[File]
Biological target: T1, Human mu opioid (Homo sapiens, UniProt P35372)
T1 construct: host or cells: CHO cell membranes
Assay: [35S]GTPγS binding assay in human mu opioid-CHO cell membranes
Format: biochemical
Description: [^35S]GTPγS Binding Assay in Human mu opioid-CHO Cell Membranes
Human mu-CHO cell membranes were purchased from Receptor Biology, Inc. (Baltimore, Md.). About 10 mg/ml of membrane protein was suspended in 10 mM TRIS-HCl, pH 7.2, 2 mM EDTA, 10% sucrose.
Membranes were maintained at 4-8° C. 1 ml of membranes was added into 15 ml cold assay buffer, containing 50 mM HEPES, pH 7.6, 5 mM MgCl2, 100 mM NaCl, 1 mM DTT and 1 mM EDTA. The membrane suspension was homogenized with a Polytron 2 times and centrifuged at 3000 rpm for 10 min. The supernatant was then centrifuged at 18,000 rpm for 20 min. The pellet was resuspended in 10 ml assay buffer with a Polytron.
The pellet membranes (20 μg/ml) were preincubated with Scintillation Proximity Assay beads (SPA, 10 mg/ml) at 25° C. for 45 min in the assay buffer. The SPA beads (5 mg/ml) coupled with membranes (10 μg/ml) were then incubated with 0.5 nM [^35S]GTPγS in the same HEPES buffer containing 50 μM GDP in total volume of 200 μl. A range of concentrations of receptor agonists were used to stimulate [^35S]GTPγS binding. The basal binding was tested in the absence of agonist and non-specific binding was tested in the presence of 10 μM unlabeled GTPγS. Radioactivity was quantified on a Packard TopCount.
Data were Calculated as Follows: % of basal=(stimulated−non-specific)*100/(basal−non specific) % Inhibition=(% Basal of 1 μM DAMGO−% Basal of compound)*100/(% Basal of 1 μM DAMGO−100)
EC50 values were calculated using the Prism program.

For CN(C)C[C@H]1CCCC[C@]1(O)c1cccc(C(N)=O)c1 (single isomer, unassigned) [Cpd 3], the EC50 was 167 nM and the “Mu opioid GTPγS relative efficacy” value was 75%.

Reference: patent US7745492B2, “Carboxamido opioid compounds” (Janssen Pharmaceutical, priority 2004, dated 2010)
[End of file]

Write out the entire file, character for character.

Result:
Biological target: T1, Human mu opioid (Homo sapiens, UniProt P35372)
T1 construct: host or cells: CHO cell membranes
Assay: [35S]GTPγS binding assay in human mu opioid-CHO cell membranes
Format: biochemical
Description: [^35S]GTPγS Binding Assay in Human mu opioid-CHO Cell Membranes
Human mu-CHO cell membranes were purchased from Receptor Biology, Inc. (Baltimore, Md.). About 10 mg/ml of membrane protein was suspended in 10 mM TRIS-HCl, pH 7.2, 2 mM EDTA, 10% sucrose.
Membranes were maintained at 4-8° C. 1 ml of membranes was added into 15 ml cold assay buffer, containing 50 mM HEPES, pH 7.6, 5 mM MgCl2, 100 mM NaCl, 1 mM DTT and 1 mM EDTA. The membrane suspension was homogenized with a Polytron 2 times and centrifuged at 3000 rpm for 10 min. The supernatant was then centrifuged at 18,000 rpm for 20 min. The pellet was resuspended in 10 ml assay buffer with a Polytron.
The pellet membranes (20 μg/ml) were preincubated with Scintillation Proximity Assay beads (SPA, 10 mg/ml) at 25° C. for 45 min in the assay buffer. The SPA beads (5 mg/ml) coupled with membranes (10 μg/ml) were then incubated with 0.5 nM [^35S]GTPγS in the same HEPES buffer containing 50 μM GDP in total volume of 200 μl. A range of concentrations of receptor agonists were used to stimulate [^35S]GTPγS binding. The basal binding was tested in the absence of agonist and non-specific binding was tested in the presence of 10 μM unlabeled GTPγS. Radioactivity was quantified on a Packard TopCount.
Data were Calculated as Follows: % of basal=(stimulated−non-specific)*100/(basal−non specific) % Inhibition=(% Basal of 1 μM DAMGO−% Basal of compound)*100/(% Basal of 1 μM DAMGO−100)
EC50 values were calculated using the Prism program.

For CN(C)C[C@H]1CCCC[C@]1(O)c1cccc(C(N)=O)c1 (single isomer, unassigned) [Cpd 3], the EC50 was 167 nM and the “Mu opioid GTPγS relative efficacy” value was 75%.

Reference: patent US7745492B2, “Carboxamido opioid compounds” (Janssen Pharmaceutical, priority 2004, dated 2010)